Each year it seems that banks make record profits. The profits earned by major banks don’t get returned to the customer but get returned to the bank’s shareholders instead. The management of banks wants to provide a positive return to their shareholders. To get this return, they charge their customers in a variety of ways for the services they provide. Interest on loans and fees on a variety of services are two of the primary ways banks earn money.
Banks use sophisticated financial models and employ very bright people to decide the proper rates to charge on their loans. Their objective is to charge a rate high enough to maximize their interest margin (the difference between the rate they charge consumers and their cost of funds) but low enough to ensure they don’t lose business to major competitors. On the fee side, banks charge what they think the market will bear. Fees ranging from late payment fees, overlimit fees, minimum balance fees, ATM fees to a variety of transaction fees add a significant amount to a bank’s bottom line.
Most consumers are not aware of the total amount they pay their bank each year in interest and fees but the number is significant. Interest on a $30,000 car loan can be as much as $2,400 or more depending on the rate charged. Fees can add up to hundreds of additional dollars each year depending on the services you use. It’s safe to say that households in the United States pay thousands of dollars in interest and fees each year.
There is a better way.
There’s a simple way to reduce the amount you spend each year on interest rates and fees and save thousands of dollars in the process. Switch your banking business from a traditional bank to a credit union. Credit unions are member-owned, not-for-profit, institutions whose sole purpose is to serve their member-owners.
Historically, credit unions served the employees of one particular company or the members of a specific occupation. Things have changed, however. Today, most people have access to a credit union by virtue of where they live or work. It’s common to find many communities across the country whose residents can join the local credit union. All is takes is a simple membership application and the purchase of one “share” in the credit union (typically between $5 and $25).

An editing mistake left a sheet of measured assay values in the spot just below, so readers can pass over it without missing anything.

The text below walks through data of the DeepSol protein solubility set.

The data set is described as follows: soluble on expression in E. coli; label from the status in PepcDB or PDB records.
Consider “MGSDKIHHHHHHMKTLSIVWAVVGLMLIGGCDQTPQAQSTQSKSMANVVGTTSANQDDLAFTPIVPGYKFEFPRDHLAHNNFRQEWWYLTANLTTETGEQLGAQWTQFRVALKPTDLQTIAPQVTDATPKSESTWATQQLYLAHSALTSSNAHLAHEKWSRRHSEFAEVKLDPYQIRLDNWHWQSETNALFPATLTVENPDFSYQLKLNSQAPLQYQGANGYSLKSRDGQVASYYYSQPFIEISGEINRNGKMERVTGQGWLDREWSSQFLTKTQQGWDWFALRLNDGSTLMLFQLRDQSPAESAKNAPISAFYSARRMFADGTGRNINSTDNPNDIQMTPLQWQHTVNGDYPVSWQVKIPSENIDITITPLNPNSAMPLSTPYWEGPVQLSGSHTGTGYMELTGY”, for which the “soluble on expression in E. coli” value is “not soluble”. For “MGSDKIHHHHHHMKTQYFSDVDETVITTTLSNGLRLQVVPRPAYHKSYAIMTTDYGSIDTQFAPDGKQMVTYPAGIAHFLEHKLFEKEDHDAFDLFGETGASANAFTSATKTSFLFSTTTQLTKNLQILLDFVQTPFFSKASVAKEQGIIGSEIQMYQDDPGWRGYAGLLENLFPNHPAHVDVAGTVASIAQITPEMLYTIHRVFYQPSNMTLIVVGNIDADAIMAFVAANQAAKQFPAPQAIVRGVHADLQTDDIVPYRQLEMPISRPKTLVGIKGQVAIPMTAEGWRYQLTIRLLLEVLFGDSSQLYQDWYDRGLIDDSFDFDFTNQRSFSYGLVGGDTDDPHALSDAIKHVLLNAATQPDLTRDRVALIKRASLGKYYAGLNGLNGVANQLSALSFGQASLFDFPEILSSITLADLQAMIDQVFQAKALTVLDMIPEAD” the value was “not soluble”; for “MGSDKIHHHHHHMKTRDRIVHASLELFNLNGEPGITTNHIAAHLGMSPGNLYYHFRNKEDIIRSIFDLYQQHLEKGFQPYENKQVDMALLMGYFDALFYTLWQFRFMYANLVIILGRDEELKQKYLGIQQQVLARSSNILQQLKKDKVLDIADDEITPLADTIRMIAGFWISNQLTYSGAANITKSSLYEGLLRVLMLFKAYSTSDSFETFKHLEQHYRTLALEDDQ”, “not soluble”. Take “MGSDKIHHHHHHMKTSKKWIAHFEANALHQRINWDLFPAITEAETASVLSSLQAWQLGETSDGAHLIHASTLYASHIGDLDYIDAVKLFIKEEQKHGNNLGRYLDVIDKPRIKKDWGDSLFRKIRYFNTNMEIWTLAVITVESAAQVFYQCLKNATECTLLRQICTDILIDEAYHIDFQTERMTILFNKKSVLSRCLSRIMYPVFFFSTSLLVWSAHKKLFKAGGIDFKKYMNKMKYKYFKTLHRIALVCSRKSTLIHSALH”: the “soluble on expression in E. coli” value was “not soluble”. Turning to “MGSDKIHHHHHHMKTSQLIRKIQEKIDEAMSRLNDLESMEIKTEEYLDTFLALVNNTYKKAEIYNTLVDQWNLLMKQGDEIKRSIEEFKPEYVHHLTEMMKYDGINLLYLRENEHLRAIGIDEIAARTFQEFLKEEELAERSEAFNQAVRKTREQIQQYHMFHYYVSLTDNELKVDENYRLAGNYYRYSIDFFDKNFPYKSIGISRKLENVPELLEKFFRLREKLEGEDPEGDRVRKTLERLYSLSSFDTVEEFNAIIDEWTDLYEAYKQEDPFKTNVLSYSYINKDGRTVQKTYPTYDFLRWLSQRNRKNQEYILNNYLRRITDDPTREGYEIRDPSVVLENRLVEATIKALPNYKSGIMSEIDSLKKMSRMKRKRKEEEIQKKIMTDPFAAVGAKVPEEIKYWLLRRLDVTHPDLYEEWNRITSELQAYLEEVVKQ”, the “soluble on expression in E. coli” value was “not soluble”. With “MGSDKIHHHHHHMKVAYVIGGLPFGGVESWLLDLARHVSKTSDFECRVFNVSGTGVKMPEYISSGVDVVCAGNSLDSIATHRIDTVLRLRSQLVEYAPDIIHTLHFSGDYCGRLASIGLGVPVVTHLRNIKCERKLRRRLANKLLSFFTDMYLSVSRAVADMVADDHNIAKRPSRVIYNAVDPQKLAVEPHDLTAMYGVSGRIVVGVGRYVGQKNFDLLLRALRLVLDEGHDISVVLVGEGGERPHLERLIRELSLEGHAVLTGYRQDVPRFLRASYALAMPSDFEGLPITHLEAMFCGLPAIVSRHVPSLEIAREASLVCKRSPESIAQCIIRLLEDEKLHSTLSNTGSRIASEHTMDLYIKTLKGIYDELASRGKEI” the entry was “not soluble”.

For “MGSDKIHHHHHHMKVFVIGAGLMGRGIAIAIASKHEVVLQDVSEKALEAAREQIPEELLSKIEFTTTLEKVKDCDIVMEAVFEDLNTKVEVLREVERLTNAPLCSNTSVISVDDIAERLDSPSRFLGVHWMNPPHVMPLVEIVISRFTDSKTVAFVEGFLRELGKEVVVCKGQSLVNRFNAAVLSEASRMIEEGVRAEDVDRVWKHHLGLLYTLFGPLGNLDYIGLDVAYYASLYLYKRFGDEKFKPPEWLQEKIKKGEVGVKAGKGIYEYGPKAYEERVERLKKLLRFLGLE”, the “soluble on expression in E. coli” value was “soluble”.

For your membership, you gain access to lower rates on loans, higher rates on savings and lower fees. Credit unions can charge less because they’re owned by their members and not by outside shareholders. The savings can be significant. On the car loan example above, credit unions charge, on average, 2.04% less than banks on used car loans (as of December 20, 2005) according to Datatrac, an industry rate tracking service. That would mean savings of $600 annually on the car loan. If you have two car loans, the savings are doubled. Similar savings exist on credit cards and home equity loans. Keep in mind that these are average differences. The savings are bigger in certain parts of the country.
Fees also tend to be much lower at credit unions. Credit card late fees or NSF fees which can range up to $35 at banks are typically $20-$25 at a credit union. ATM usage fees which can be up to $2.50 per ATM transaction at major banks tend not to be as big an issue at credit unions due to large, cooperative ATM networks which include as many as 25,000 ATMs nationwide.
Most major credit unions offer all of the same services as big banks. Online banking, free bill pay and investment services are common. There are still a number of smaller credit unions in existence so be sure to ask about the services offered before you join. To find a credit union in your area, visit the credit union locator page on the Credit Union National Association web site.
Smart shopping can save you thousands of dollars each year without much effort. A savvy consumer can keep more money in their pocket by using a credit union versus a bank.